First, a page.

The Genius of Marshall’s Vision
To understand the Marshall Plan is to realize that its genius lay not in sending money but in shipping tangible goods fuel, fertilizer, food, farm animals, machinery that were essential for life and for economic recovery. At a time when most European currencies could not purchase goods internationally, the Marshall Plan paid U.S. companies to ship the goods. This astute way of structuring the aid also helped American business to navigate the transition to a peacetime economy. Europeans contributed to the cost of recovery by depositing the equivalent into local “counterpart fund” accounts, and the local currencies were invested in additional infrastructure. The entire film program was funded in this fashion.
Increasing productivity in manufacturing, mining, and agriculture was the overarching American policy goal. Reducing protective tariffs and increasing intra-European trade was considered essential to achieving that goal. On a social and political level, this posed a much larger philosophical challenge, that of getting postwar Europeans to embrace interdependence and actively cooperate with each other to overcome language, cultural and currency differences, not to mention the legacies of two world wars. The American campaign to create a European “melting pot” whether as a mirror of the ideal American democratic society or as a bulwark against Soviet hegemony, or both was clearly depicted in many of the Marshall Plan films.
The main, and most profound, principle of Marshall aid was to give the Europeans the means to help themselves. Marshall’s perspicacity and vision on this one point was embraced by those Europeans who, like Marshall, saw integration as an alternative to nationalism and war. Marshall’s philosophy, which was to create a “family of nations” -- one that would include Germany as a full-fledged member -- led directly, even if it took 40 years, to the European Union.
Marshall’s firmness on this issue the importance of European union is presaged in his very first remarks about the program that would come to bear his name. His understanding of the fact that the aid program would only succeed if it were structured by the aid recipients themselves ran deep, as we see in the now famous speech he gave in June 1947:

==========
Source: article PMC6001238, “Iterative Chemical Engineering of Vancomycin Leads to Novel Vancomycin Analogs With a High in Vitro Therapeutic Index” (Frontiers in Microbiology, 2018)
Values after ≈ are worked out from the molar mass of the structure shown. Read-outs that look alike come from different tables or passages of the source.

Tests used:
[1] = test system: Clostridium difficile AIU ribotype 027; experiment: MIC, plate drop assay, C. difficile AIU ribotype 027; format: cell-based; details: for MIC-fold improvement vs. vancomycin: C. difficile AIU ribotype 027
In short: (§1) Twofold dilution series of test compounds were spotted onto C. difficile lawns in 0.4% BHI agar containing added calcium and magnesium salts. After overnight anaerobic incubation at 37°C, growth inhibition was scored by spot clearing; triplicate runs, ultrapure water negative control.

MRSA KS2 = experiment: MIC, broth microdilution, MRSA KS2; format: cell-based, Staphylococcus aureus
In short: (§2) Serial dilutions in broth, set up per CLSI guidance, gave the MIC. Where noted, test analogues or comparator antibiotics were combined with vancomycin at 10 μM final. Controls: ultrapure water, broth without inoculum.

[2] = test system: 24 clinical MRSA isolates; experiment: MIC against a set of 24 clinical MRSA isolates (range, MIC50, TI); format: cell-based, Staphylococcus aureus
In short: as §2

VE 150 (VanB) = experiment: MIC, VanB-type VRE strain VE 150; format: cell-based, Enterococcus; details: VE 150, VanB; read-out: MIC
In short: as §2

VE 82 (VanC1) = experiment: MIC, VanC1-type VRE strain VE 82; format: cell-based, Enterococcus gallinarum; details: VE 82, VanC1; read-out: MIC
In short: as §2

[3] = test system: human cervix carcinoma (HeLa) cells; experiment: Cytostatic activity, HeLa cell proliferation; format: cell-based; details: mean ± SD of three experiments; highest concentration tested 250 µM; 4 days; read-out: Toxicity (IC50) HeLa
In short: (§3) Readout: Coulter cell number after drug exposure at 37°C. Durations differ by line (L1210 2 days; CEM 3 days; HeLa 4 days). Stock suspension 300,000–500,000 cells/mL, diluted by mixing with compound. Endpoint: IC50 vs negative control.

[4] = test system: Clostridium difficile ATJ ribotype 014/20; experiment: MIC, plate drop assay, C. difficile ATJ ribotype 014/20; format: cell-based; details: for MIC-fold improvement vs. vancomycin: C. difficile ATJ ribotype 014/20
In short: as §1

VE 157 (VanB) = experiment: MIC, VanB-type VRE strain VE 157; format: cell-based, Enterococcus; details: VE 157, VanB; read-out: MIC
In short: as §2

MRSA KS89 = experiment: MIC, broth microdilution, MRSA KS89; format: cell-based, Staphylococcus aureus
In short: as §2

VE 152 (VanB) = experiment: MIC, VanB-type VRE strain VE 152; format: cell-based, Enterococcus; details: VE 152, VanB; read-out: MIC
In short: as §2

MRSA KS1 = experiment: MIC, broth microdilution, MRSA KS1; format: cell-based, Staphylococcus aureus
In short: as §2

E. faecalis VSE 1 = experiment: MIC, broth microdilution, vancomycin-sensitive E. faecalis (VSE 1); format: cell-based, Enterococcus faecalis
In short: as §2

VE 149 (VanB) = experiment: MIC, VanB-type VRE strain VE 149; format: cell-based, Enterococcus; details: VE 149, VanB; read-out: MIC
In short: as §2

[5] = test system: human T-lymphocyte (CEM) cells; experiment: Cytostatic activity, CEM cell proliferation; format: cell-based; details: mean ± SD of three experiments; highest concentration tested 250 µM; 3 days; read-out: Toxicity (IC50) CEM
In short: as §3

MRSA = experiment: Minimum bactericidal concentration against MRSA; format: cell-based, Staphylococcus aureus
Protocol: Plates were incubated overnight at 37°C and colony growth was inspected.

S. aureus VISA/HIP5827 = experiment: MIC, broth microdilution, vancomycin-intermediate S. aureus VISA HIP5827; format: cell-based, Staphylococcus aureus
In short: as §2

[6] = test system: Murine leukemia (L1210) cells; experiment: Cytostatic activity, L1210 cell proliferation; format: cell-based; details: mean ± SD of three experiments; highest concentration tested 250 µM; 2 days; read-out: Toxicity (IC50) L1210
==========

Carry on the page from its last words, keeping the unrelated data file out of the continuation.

“It is already evident that, before the United States Government can proceed much further in its efforts to alleviate the situation and help start the European world on its way to recovery, there must be some agreement among the countries of Europe as to the requirements of the situation and the part those countries themselves will take in order to give proper effect to whatever action might be undertaken by this Government. It would be neither fitting nor efficacious for this Government to undertake to draw up unilaterally a program designed to place Europe on its feet economically. This is the business of the Europeans. The initiative, I think, must come from Europe. The role of this country should consist of friendly aid in the drafting of a European program and of later support of such a program so far as it may be practical for us to do so. The program should be a joint one, agreed to by a number, if not all European nations…An essential part of any successful action on the part of the United States is an understanding on the part of the people of America of the character of the problem and the remedies to be applied. Political passion and prejudice should have no part. With foresight, and a willingness on the part of our people to face up to the vast responsibility which history has clearly placed upon our country, the difficulties I have outlined can and will be overcome.”
How would they be overcome? Harlan Cleveland (later Assistant Secretary of State and U.S. Ambassador to NATO) was one of the men charged with structuring and administering the Marshall Plan. In his words: “It was not, of course, a ‘plan.’ It was a continuous international happening, with frequent course corrections....Real planning is improvisation on a general sense of direction. The Marshall Plan was a brilliant series of improvisations on a deceptively simple theme: Europe needed help, and only America could supply it.” 2